Human activity and climate change were a key factor in extreme precipitation events such as flooding and landslides around the world, a study has found.
In recent years, there have been numerous instances of flooding and landslides: extreme precipitation, an amount of rainfall or snowfall that exceeds what is normal for a given region, can be a cause of such events.
Natural variations in climate, such as El Niño–Southern Oscillation (Enso), affect precipitation. But attribution research studies, such as the latest modelling study, published on Tuesday in Nature Communications, work to better understand whether human actions impacting the climate, such as greenhouse gas emissions and land-use changes, contribute to the likelihood and severity of extreme events.
In the study, UCLA researchers looked at global climate records to examine whether anthropogenic influence – human-induced changes to the climate – had affected extreme precipitation. By examining multiple data sets of observed precipitation, the researchers were able to build a global picture, and found evidence of human activity affecting extreme precipitation in all of them.
“It is vital to identify the changes [to precipitation patterns] caused by human action, compared to the changes caused by natural climate variability,” explained lead researcher Gavin Madakumbura. “It allows us to manage water resources and plan adaption measures to changes driven by climate change.”
Up till now, work in this field has been restricted to countries, rather than applied locally. But the research team utilised machine learning to create a global data set.
Human-induced climate change is causing the Earth’s temperature to increase. Different mechanisms link warmer temperatures to extreme precipitation. “The dominant mechanism [driving extreme precipitation] for most regions around the world is that warmer air can hold more water vapour,” said Madakumbura. “This fuels storms.”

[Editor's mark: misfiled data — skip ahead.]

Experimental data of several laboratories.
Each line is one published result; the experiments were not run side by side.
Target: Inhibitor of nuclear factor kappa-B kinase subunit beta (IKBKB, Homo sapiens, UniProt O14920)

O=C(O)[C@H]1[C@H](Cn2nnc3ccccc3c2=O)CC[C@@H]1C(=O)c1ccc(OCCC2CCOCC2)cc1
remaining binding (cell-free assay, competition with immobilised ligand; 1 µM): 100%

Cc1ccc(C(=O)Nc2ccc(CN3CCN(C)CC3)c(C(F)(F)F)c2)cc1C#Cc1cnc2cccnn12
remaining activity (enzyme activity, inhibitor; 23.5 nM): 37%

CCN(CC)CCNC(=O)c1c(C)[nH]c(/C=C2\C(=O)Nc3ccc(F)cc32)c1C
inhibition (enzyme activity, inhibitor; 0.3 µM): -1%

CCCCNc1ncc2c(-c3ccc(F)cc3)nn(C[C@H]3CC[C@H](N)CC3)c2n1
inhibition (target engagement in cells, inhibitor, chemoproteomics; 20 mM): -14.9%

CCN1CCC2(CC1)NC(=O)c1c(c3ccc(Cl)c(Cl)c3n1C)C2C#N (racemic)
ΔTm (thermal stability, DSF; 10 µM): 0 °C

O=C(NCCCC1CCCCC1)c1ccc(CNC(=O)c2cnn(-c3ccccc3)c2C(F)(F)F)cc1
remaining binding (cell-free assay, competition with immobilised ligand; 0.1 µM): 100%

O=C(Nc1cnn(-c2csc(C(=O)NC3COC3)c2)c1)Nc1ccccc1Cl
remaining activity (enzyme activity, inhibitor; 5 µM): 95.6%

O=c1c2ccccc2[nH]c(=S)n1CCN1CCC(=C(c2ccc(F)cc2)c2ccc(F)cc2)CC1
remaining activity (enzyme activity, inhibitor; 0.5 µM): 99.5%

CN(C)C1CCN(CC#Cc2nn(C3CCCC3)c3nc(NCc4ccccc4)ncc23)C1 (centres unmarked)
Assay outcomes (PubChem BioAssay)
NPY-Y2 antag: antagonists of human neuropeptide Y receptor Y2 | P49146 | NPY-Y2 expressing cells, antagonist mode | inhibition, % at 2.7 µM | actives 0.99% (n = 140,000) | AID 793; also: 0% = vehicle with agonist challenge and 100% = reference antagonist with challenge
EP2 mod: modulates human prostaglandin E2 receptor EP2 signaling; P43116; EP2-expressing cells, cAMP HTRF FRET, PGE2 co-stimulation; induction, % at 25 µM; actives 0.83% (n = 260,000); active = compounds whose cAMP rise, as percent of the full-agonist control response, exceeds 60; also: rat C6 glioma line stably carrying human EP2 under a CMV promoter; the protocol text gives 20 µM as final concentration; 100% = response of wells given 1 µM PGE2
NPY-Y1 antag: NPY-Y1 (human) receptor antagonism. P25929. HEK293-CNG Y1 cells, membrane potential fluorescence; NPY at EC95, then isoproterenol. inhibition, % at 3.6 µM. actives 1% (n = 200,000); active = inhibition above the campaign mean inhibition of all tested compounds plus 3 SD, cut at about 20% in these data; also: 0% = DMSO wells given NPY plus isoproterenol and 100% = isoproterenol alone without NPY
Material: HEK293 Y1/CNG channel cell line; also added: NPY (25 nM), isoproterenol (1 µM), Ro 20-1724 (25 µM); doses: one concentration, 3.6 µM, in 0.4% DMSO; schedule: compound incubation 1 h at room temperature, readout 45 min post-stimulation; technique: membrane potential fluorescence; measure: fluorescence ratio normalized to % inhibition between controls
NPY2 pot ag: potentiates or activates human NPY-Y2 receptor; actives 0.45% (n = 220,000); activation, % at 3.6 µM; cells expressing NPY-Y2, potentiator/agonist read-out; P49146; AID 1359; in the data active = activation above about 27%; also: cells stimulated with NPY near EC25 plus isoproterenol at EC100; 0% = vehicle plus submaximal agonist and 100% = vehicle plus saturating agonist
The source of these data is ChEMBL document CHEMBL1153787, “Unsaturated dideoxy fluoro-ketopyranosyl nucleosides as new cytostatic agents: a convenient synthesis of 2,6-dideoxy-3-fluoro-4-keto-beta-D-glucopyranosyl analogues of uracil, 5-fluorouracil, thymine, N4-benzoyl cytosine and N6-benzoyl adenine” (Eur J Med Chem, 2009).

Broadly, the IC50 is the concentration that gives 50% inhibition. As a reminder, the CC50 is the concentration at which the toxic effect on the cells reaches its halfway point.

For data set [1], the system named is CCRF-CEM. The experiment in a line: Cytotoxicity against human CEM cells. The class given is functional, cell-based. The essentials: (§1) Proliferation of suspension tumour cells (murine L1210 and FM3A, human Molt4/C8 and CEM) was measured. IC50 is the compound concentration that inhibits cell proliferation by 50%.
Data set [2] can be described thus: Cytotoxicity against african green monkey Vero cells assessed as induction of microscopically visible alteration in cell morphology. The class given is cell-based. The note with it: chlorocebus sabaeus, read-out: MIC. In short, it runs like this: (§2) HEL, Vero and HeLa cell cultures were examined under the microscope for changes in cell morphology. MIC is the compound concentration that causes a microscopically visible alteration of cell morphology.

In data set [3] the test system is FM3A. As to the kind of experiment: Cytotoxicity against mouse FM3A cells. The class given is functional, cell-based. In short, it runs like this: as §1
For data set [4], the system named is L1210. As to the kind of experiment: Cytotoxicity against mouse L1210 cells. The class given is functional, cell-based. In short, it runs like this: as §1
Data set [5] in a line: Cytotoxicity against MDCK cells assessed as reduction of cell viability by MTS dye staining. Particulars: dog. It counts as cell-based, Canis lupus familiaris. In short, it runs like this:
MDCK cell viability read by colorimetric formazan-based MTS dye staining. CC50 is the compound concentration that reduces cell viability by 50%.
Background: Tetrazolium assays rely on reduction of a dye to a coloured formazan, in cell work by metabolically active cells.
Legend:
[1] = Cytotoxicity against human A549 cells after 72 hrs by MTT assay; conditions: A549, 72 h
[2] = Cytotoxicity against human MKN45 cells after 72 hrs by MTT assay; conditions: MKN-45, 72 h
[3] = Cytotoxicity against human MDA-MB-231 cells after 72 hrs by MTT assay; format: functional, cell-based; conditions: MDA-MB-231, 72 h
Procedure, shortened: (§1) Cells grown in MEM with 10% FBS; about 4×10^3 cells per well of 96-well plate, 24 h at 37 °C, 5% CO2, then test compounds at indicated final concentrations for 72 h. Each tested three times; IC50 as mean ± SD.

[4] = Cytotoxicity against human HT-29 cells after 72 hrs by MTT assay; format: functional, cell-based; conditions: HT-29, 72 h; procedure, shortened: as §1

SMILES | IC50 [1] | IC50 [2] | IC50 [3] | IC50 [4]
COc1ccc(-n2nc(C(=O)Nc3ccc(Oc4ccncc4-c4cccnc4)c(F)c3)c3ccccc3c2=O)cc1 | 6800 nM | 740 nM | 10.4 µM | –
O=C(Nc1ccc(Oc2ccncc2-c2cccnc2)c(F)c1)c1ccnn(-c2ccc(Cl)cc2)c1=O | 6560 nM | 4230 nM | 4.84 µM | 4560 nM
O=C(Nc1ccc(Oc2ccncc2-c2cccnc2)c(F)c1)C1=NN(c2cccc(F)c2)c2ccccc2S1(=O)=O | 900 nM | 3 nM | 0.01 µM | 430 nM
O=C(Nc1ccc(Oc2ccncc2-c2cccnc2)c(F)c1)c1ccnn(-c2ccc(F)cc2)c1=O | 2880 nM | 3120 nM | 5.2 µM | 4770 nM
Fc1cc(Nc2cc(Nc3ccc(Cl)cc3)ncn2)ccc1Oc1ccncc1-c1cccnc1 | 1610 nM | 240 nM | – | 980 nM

While there are regional differences, and some places are becoming drier, Met Office data shows that overall, intense rainfall is increasing globally, meaning the rainiest days of the year are getting wetter. Changes to rainfall extremes – the number of very heavy rainfall days – are also a problem. These short, intense periods of rainfall can lead to flash flooding, with devastating impacts on infrastructure and the environment.
“We are already observing a 1.2C warming compared to pre-industrial levels,” pointed out Dr Sihan Li, a senior research associate at the University of Oxford, who was not involved in the study. She said: “If warming continues to increase, we will get more intense episodes of extreme precipitation, but also extreme drought events as well.”
Li said that while the machine-learning method used in the study was cutting edge, it currently did not allow for the attribution of individual factors that can influence precipitation extremes, such as anthropogenic aerosols, land-use change, or volcanic eruptions.
The method of machine learning used in the study learned from data alone. Madakumbura pointed out that in the future, “we can aid this learning by imposing climate physics in the algorithm, so it will not only learn whether the extreme precipitation has changed, but also the mechanisms, why it has changed”. “That’s the next step,” he said.